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Cascara Sagrada (Rhamnus purshiana)
Synonyms: Frangula purshiana, Rhamnus purshianus, Cascara Sagrada, Cascara Buckthorn, Cascara, Bearberry, Chittam, Chitticum.
Cascara Sagrada is a species of buckthorn native to western North America from southern British Columbia south to central California, and inland to western Montana.
It is the largest species of buckthorn, occasionally growing up to 15 m tall, though more commonly a large shrub or small tree 5–10 m tall, with a trunk 20–50 cm in diameter. The bark is brownish to silver-grey with light splotching. The leaves are deciduous, alternate, clustered near the ends of twigs; they are oval, 5–15 cm long and 2–5 cm broad with a 0.6–2 cm petiole, dark shiny green on top, fuzzy and paler green below. The flowers are tiny, 4–5 mm diameter, with five greenish yellow petals; the flowering season is brief, disappearing by early summer. The fruit is a berry 6–10 mm diameter, bright red at first, quickly maturing deep purple or black, and containing three seeds.
It grows in moist, acidic soils in the shady side of clearings or in the marginal forest understory, near the edges of mixed deciduous-coniferous forests. It typically grows as a second-generation tree after alders have colonised a barren plot of land.
The dried, aged bark of this tree has been used continually for at least 1,000 years by both native and immigrant Americans as a laxative natural medicine, commercially called "Cascara Sagrada", but old timers call it "chitticum bark". The laxative action is due to the Cascara glycosides(cascarosides A,B,C & D).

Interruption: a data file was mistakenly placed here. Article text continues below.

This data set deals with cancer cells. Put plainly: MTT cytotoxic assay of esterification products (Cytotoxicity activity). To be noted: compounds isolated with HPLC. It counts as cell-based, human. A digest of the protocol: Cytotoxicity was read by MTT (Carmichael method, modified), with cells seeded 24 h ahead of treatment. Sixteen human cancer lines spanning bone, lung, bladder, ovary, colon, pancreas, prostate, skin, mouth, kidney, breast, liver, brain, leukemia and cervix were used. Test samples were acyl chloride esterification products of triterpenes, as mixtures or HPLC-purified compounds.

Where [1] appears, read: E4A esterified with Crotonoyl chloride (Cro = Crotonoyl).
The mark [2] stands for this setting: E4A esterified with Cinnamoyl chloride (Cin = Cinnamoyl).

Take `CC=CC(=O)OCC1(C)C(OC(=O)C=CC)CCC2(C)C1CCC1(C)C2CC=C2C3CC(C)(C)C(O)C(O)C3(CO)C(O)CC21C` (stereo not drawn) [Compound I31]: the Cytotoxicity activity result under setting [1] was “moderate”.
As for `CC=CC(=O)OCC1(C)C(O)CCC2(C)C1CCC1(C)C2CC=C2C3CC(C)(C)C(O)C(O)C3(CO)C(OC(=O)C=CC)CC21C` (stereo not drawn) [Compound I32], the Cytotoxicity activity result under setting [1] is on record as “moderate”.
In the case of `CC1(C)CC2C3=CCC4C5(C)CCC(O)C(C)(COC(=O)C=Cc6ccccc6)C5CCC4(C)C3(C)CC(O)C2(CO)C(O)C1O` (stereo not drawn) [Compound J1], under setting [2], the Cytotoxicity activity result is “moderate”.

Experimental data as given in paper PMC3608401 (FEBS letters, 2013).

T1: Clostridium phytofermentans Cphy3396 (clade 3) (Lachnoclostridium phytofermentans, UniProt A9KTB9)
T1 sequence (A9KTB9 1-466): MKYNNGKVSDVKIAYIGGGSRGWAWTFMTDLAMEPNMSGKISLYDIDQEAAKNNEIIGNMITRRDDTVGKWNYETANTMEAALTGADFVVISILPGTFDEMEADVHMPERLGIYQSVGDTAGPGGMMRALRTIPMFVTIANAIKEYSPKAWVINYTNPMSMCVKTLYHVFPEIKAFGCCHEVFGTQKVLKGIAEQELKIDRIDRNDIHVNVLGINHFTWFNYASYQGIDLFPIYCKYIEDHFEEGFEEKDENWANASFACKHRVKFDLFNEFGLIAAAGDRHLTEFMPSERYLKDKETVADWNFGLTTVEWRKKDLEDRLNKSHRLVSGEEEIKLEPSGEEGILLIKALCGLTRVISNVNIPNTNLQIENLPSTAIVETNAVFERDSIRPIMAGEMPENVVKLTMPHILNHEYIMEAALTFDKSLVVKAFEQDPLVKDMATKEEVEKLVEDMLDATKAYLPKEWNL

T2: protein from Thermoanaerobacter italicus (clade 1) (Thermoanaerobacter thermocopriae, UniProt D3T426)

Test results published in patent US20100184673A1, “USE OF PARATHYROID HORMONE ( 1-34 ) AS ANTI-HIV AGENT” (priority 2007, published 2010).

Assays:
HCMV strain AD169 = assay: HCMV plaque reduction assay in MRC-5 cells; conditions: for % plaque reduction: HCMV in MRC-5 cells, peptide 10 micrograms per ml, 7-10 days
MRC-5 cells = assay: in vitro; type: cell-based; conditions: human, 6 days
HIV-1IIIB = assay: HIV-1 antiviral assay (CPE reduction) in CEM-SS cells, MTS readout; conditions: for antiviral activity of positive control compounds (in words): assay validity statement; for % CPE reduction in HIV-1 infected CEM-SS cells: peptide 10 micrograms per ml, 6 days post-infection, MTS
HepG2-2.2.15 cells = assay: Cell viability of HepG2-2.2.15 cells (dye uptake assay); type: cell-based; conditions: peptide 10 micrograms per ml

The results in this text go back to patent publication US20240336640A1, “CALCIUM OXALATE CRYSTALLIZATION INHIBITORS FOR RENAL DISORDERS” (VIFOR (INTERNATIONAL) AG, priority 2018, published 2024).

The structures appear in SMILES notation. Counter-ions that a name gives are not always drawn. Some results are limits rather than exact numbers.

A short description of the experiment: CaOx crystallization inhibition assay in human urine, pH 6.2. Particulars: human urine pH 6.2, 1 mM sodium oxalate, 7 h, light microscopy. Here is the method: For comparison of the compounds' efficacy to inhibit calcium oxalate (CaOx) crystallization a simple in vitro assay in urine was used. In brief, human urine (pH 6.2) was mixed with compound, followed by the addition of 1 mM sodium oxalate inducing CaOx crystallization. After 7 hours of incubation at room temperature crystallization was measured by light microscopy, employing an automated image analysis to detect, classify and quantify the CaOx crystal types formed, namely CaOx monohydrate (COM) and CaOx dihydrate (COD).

Cascara Sagrada means "sacred bark" in Spanish. The much more pertinent name chitticum means "shit come" in Chinook; chittam comes from the Chinook phrase chittam stick = "laxative tree" which is similarly from the English word "shit".
Long used as a laxative by Native American groups of the northwest Pacific coast, chitticum bark or Cascara Sagrada was accepted in medical practice in the United States in 1877, and by 1890 had replaced the berries of the European Buckthorn (R. catharticus) as a commonly used laxative. It was the principal ingredient in many commercial, over-the-counter laxatives in North American pharmacies until 9 May 2002, when the U.S. Food and Drug Administration issued a final rule banning the use of aloe and cascara sagrada as laxative ingredients in over-the-counter drug products.
The bark is harvested mostly from wild trees; over-harvesting in the middle 1900s eliminated mature trees near many settled areas.
Once stripped from the tree, the bark is aged for about 1 year to make its effect milder.
Fresh cut, dried bark causes vomiting and violent diarrhea.
An infusion of the bark is sometimes painted over finger nails in the hope that the bitter taste will deter the person from biting their nails.
A green dye is obtained from the bark.
Succeeds in any reasonably good moist soil in sun or partial shade.
This species is hardy to at least -15°C.
The flowers are produced in small clusters on shoots of the current year's growth and it is a good bee plant.
Seed will require 1 - 2 months cold stratification at about 5° and should be sown as early in the year as possible in a cold frame/outdoor seedbed or stratified in the fridge.
Prick out the seedlings into individual pots when they are large enough to handle, and grow them on in the greenhouse/cold frame/protected position for their first winter.
Plant them out in late spring or early summer of the following year.